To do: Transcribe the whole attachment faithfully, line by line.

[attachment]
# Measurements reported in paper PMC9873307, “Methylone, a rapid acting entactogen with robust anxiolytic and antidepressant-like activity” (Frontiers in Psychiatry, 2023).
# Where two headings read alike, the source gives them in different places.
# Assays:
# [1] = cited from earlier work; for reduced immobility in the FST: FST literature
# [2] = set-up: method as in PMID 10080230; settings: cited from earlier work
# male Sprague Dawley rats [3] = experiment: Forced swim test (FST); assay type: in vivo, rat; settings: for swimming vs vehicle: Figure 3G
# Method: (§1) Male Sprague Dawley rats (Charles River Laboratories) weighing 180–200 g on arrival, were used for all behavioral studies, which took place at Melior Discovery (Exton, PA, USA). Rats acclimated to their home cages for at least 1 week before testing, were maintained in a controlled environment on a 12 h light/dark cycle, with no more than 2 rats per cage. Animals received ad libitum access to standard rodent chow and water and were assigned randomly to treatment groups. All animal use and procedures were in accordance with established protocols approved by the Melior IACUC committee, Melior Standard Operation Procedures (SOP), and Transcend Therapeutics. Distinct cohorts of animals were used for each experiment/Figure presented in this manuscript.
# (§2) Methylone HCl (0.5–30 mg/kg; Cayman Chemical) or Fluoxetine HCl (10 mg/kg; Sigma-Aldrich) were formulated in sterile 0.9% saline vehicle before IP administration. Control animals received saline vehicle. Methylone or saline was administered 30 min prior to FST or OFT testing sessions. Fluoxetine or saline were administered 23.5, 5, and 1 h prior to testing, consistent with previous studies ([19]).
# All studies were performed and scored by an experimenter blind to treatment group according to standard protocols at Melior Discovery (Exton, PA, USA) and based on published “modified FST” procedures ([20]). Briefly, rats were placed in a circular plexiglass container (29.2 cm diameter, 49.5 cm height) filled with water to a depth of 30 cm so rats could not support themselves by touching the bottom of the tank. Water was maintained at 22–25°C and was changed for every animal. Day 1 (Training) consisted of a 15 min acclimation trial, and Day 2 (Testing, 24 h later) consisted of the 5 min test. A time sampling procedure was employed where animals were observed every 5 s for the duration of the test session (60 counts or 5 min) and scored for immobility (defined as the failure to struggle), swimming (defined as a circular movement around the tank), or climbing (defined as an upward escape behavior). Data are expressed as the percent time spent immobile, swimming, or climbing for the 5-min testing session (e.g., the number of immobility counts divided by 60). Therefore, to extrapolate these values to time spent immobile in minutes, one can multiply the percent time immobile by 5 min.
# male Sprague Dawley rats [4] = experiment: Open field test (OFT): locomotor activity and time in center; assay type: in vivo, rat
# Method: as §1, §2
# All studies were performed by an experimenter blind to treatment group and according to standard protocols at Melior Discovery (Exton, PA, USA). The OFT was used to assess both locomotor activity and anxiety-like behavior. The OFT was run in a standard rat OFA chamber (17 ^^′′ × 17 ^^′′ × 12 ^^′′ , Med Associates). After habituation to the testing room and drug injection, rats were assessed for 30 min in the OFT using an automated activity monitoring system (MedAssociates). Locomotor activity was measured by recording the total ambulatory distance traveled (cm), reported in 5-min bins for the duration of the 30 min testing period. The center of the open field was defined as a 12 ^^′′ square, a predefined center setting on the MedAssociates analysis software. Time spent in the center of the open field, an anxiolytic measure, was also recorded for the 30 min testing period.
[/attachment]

# Measurements reported in paper PMC9873307, “Methylone, a rapid acting entactogen with robust anxiolytic and antidepressant-like activity” (Frontiers in Psychiatry, 2023).
# Where two headings read alike, the source gives them in different places.
# Assays:
# [1] = cited from earlier work; for reduced immobility in the FST: FST literature
# [2] = set-up: method as in PMID 10080230; settings: cited from earlier work
# male Sprague Dawley rats [3] = experiment: Forced swim test (FST); assay type: in vivo, rat; settings: for swimming vs vehicle: Figure 3G
# Method: (§1) Male Sprague Dawley rats (Charles River Laboratories) weighing 180–200 g on arrival, were used for all behavioral studies, which took place at Melior Discovery (Exton, PA, USA). Rats acclimated to their home cages for at least 1 week before testing, were maintained in a controlled environment on a 12 h light/dark cycle, with no more than 2 rats per cage. Animals received ad libitum access to standard rodent chow and water and were assigned randomly to treatment groups. All animal use and procedures were in accordance with established protocols approved by the Melior IACUC committee, Melior Standard Operation Procedures (SOP), and Transcend Therapeutics. Distinct cohorts of animals were used for each experiment/Figure presented in this manuscript.
# (§2) Methylone HCl (0.5–30 mg/kg; Cayman Chemical) or Fluoxetine HCl (10 mg/kg; Sigma-Aldrich) were formulated in sterile 0.9% saline vehicle before IP administration. Control animals received saline vehicle. Methylone or saline was administered 30 min prior to FST or OFT testing sessions. Fluoxetine or saline were administered 23.5, 5, and 1 h prior to testing, consistent with previous studies ([19]).
# All studies were performed and scored by an experimenter blind to treatment group according to standard protocols at Melior Discovery (Exton, PA, USA) and based on published “modified FST” procedures ([20]). Briefly, rats were placed in a circular plexiglass container (29.2 cm diameter, 49.5 cm height) filled with water to a depth of 30 cm so rats could not support themselves by touching the bottom of the tank. Water was maintained at 22–25°C and was changed for every animal. Day 1 (Training) consisted of a 15 min acclimation trial, and Day 2 (Testing, 24 h later) consisted of the 5 min test. A time sampling procedure was employed where animals were observed every 5 s for the duration of the test session (60 counts or 5 min) and scored for immobility (defined as the failure to struggle), swimming (defined as a circular movement around the tank), or climbing (defined as an upward escape behavior). Data are expressed as the percent time spent immobile, swimming, or climbing for the 5-min testing session (e.g., the number of immobility counts divided by 60). Therefore, to extrapolate these values to time spent immobile in minutes, one can multiply the percent time immobile by 5 min.
# male Sprague Dawley rats [4] = experiment: Open field test (OFT): locomotor activity and time in center; assay type: in vivo, rat
# Method: as §1, §2
# All studies were performed by an experimenter blind to treatment group and according to standard protocols at Melior Discovery (Exton, PA, USA). The OFT was used to assess both locomotor activity and anxiety-like behavior. The OFT was run in a standard rat OFA chamber (17 ^^′′ × 17 ^^′′ × 12 ^^′′ , Med Associates). After habituation to the testing room and drug injection, rats were assessed for 30 min in the OFT using an automated activity monitoring system (MedAssociates). Locomotor activity was measured by recording the total ambulatory distance traveled (cm), reported in 5-min bins for the duration of the 30 min testing period. The center of the open field was defined as a 12 ^^′′ square, a predefined center setting on the MedAssociates analysis software. Time spent in the center of the open field, an anxiolytic measure, was also recorded for the 30 min testing period.